Swiss can ban naked hiking, court rules

Image caption,
Appenzell is a deeply devout and conservative Swiss canton

Switzerland's highest court has ruled that local authorities can impose fines on people hiking nude in the Alps.

The federal court threw out an appeal by a man who was fined after hiking past a family picnic area with no clothes on.

Judges said the eastern canton (region) of Appenzell had been entitled to uphold a law on public decency.

They said the ban on naked hiking was only a marginal infringement on personal freedom.

Although Switzerland does not have a law against public nudity it does have one against public indecency.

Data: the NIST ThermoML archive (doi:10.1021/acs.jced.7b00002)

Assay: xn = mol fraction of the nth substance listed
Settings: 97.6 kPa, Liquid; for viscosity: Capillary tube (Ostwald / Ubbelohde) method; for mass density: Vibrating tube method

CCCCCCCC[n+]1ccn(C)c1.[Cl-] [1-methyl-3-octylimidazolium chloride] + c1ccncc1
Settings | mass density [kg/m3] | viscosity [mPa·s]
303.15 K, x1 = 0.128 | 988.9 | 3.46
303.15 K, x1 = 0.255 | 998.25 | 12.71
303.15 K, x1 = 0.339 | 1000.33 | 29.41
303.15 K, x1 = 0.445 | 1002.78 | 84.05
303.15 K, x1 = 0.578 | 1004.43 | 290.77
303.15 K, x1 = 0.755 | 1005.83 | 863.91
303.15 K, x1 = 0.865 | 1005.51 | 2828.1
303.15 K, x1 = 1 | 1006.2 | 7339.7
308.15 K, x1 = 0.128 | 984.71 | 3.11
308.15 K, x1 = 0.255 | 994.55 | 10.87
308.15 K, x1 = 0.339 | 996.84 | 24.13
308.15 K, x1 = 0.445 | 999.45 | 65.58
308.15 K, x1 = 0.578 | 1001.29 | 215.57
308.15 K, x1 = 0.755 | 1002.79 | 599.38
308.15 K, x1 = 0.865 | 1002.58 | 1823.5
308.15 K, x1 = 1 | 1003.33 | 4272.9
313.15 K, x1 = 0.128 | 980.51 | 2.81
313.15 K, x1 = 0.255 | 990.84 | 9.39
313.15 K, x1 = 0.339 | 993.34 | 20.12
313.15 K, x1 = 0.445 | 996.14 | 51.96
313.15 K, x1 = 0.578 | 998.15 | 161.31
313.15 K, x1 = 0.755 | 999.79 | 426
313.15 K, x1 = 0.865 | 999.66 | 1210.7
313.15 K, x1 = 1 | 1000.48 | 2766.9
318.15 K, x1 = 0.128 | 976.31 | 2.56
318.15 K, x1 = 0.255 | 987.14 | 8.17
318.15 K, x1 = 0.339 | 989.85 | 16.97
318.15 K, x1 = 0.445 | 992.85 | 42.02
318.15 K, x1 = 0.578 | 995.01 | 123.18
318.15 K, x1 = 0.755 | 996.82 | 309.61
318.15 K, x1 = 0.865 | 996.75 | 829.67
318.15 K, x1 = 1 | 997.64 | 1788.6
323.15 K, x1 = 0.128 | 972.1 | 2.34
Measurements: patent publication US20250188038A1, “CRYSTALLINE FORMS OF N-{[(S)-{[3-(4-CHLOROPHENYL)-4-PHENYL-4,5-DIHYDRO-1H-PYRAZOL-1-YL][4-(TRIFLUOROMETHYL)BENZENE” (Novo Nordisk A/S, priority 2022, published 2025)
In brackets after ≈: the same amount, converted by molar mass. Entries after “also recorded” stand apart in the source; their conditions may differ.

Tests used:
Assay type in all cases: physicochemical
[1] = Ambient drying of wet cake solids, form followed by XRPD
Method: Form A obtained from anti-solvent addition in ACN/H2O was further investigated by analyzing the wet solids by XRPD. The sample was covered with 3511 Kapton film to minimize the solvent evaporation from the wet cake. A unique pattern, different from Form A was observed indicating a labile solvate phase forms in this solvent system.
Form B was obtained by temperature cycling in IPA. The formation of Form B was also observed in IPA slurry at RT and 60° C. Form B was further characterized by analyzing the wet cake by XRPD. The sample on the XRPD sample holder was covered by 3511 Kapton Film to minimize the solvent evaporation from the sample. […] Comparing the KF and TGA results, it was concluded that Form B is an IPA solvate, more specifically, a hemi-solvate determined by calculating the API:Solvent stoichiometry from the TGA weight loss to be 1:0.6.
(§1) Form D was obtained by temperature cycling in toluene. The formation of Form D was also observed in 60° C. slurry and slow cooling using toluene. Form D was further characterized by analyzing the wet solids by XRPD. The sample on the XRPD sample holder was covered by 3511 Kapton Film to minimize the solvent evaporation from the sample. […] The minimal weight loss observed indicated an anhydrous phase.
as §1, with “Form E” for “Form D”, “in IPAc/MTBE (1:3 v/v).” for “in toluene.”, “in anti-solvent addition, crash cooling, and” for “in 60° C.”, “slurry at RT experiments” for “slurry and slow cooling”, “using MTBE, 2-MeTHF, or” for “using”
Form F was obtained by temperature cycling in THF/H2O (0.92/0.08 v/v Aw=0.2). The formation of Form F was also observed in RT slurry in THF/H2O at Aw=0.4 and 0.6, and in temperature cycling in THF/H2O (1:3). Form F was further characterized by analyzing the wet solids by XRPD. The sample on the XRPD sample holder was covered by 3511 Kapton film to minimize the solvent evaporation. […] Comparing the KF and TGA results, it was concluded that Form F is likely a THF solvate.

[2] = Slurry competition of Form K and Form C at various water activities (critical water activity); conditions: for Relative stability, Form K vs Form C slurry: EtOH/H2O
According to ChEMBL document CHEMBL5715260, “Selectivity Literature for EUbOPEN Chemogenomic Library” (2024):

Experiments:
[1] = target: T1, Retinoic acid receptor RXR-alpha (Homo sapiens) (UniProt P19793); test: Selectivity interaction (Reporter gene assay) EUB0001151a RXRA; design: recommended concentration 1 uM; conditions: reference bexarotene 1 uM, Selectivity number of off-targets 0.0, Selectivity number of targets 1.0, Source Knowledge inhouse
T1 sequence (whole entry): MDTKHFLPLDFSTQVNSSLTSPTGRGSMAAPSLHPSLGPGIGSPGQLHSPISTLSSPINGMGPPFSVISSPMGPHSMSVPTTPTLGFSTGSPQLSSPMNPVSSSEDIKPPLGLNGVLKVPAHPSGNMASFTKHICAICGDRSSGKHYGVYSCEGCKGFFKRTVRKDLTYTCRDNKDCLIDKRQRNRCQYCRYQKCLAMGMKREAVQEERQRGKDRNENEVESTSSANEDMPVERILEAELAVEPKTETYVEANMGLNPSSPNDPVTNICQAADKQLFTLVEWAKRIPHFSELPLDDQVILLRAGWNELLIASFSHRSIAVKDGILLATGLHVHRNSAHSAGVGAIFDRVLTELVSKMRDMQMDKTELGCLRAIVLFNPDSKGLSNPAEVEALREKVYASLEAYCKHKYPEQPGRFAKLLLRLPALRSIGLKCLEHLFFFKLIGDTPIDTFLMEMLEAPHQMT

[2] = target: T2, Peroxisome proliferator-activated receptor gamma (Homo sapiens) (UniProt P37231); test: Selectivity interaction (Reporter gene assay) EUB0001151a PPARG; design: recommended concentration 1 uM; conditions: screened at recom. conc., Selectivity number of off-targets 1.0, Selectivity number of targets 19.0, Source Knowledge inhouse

The man had been fined 100 Swiss francs (£69; $109) after he walked naked past a family with small children at a picnic area and a Christian rehabilitation centre for drug users in Appenzell.

"It is not overly high-handed to qualify naked hiking as a breach of decency customs," the court said in a statement.

The BBC's Imogen Foulkes in Geneva says naked hiking is an increasingly popular pastime in Switzerland.

However, Appenzell is a deeply devout and conservative canton - it only granted women the right to vote in 1990 - and the influx of naked hikers has offended many local people, she adds.

The new ruling applies to the entire country.

Naked hikers may now have to look for another country which offers them a warmer welcome, our correspondent says.